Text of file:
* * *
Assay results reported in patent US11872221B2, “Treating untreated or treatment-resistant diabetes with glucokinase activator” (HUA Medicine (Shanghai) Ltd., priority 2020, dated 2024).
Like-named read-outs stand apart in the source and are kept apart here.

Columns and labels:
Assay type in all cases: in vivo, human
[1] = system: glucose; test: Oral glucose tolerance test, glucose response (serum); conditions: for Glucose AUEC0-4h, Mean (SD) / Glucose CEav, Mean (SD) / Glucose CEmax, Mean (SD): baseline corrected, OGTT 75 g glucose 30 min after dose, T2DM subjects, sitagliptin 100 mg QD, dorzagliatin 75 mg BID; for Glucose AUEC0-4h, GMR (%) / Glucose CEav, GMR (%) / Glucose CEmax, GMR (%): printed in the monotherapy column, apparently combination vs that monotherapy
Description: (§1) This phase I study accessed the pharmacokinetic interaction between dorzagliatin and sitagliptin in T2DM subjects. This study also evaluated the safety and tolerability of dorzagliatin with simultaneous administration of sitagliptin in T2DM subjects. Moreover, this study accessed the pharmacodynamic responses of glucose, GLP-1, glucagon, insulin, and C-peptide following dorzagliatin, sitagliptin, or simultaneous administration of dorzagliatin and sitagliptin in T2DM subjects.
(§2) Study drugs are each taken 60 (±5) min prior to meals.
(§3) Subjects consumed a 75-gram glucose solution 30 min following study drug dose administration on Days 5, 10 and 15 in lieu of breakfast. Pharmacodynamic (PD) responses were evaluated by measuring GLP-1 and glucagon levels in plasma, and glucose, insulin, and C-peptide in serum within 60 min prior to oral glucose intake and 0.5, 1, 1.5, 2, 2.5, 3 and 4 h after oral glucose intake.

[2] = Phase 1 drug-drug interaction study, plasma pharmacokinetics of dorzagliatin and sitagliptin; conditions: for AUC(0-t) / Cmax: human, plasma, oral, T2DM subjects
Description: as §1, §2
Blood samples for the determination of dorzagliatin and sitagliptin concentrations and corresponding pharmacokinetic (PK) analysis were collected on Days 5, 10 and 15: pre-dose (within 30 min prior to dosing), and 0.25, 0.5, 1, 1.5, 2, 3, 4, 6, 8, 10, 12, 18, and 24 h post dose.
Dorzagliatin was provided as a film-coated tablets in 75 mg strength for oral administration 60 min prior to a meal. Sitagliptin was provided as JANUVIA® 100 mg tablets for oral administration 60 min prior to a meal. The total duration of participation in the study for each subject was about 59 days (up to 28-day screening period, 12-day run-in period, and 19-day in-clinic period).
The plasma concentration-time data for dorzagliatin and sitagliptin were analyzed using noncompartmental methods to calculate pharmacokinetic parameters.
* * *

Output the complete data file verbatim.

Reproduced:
Assay results reported in patent US11872221B2, “Treating untreated or treatment-resistant diabetes with glucokinase activator” (HUA Medicine (Shanghai) Ltd., priority 2020, dated 2024).
Like-named read-outs stand apart in the source and are kept apart here.

Columns and labels:
Assay type in all cases: in vivo, human
[1] = system: glucose; test: Oral glucose tolerance test, glucose response (serum); conditions: for Glucose AUEC0-4h, Mean (SD) / Glucose CEav, Mean (SD) / Glucose CEmax, Mean (SD): baseline corrected, OGTT 75 g glucose 30 min after dose, T2DM subjects, sitagliptin 100 mg QD, dorzagliatin 75 mg BID; for Glucose AUEC0-4h, GMR (%) / Glucose CEav, GMR (%) / Glucose CEmax, GMR (%): printed in the monotherapy column, apparently combination vs that monotherapy
Description: (§1) This phase I study accessed the pharmacokinetic interaction between dorzagliatin and sitagliptin in T2DM subjects. This study also evaluated the safety and tolerability of dorzagliatin with simultaneous administration of sitagliptin in T2DM subjects. Moreover, this study accessed the pharmacodynamic responses of glucose, GLP-1, glucagon, insulin, and C-peptide following dorzagliatin, sitagliptin, or simultaneous administration of dorzagliatin and sitagliptin in T2DM subjects.
(§2) Study drugs are each taken 60 (±5) min prior to meals.
(§3) Subjects consumed a 75-gram glucose solution 30 min following study drug dose administration on Days 5, 10 and 15 in lieu of breakfast. Pharmacodynamic (PD) responses were evaluated by measuring GLP-1 and glucagon levels in plasma, and glucose, insulin, and C-peptide in serum within 60 min prior to oral glucose intake and 0.5, 1, 1.5, 2, 2.5, 3 and 4 h after oral glucose intake.

[2] = Phase 1 drug-drug interaction study, plasma pharmacokinetics of dorzagliatin and sitagliptin; conditions: for AUC(0-t) / Cmax: human, plasma, oral, T2DM subjects
Description: as §1, §2
Blood samples for the determination of dorzagliatin and sitagliptin concentrations and corresponding pharmacokinetic (PK) analysis were collected on Days 5, 10 and 15: pre-dose (within 30 min prior to dosing), and 0.25, 0.5, 1, 1.5, 2, 3, 4, 6, 8, 10, 12, 18, and 24 h post dose.
Dorzagliatin was provided as a film-coated tablets in 75 mg strength for oral administration 60 min prior to a meal. Sitagliptin was provided as JANUVIA® 100 mg tablets for oral administration 60 min prior to a meal. The total duration of participation in the study for each subject was about 59 days (up to 28-day screening period, 12-day run-in period, and 19-day in-clinic period).
The plasma concentration-time data for dorzagliatin and sitagliptin were analyzed using noncompartmental methods to calculate pharmacokinetic parameters.